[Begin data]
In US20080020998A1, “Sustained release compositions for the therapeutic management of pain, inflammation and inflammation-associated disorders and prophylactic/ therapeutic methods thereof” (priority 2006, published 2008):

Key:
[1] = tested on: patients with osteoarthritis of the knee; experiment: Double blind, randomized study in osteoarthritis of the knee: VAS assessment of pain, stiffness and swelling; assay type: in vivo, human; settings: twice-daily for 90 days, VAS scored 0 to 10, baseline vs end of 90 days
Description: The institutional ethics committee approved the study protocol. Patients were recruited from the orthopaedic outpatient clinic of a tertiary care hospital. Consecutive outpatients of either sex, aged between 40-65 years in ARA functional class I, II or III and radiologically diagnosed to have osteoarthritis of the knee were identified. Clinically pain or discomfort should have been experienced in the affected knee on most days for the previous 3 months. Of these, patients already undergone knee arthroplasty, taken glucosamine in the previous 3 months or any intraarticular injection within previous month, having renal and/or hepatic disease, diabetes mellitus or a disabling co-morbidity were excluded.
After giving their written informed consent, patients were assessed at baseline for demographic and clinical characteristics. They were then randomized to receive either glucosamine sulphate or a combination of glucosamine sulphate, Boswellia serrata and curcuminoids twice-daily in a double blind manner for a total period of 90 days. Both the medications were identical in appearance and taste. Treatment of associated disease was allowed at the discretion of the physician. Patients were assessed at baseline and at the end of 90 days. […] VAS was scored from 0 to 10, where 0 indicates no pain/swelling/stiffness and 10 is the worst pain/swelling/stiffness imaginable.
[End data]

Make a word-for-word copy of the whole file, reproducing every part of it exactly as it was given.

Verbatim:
In US20080020998A1, “Sustained release compositions for the therapeutic management of pain, inflammation and inflammation-associated disorders and prophylactic/ therapeutic methods thereof” (priority 2006, published 2008):

Key:
[1] = tested on: patients with osteoarthritis of the knee; experiment: Double blind, randomized study in osteoarthritis of the knee: VAS assessment of pain, stiffness and swelling; assay type: in vivo, human; settings: twice-daily for 90 days, VAS scored 0 to 10, baseline vs end of 90 days
Description: The institutional ethics committee approved the study protocol. Patients were recruited from the orthopaedic outpatient clinic of a tertiary care hospital. Consecutive outpatients of either sex, aged between 40-65 years in ARA functional class I, II or III and radiologically diagnosed to have osteoarthritis of the knee were identified. Clinically pain or discomfort should have been experienced in the affected knee on most days for the previous 3 months. Of these, patients already undergone knee arthroplasty, taken glucosamine in the previous 3 months or any intraarticular injection within previous month, having renal and/or hepatic disease, diabetes mellitus or a disabling co-morbidity were excluded.
After giving their written informed consent, patients were assessed at baseline for demographic and clinical characteristics. They were then randomized to receive either glucosamine sulphate or a combination of glucosamine sulphate, Boswellia serrata and curcuminoids twice-daily in a double blind manner for a total period of 90 days. Both the medications were identical in appearance and taste. Treatment of associated disease was allowed at the discretion of the physician. Patients were assessed at baseline and at the end of 90 days. […] VAS was scored from 0 to 10, where 0 indicates no pain/swelling/stiffness and 10 is the worst pain/swelling/stiffness imaginable.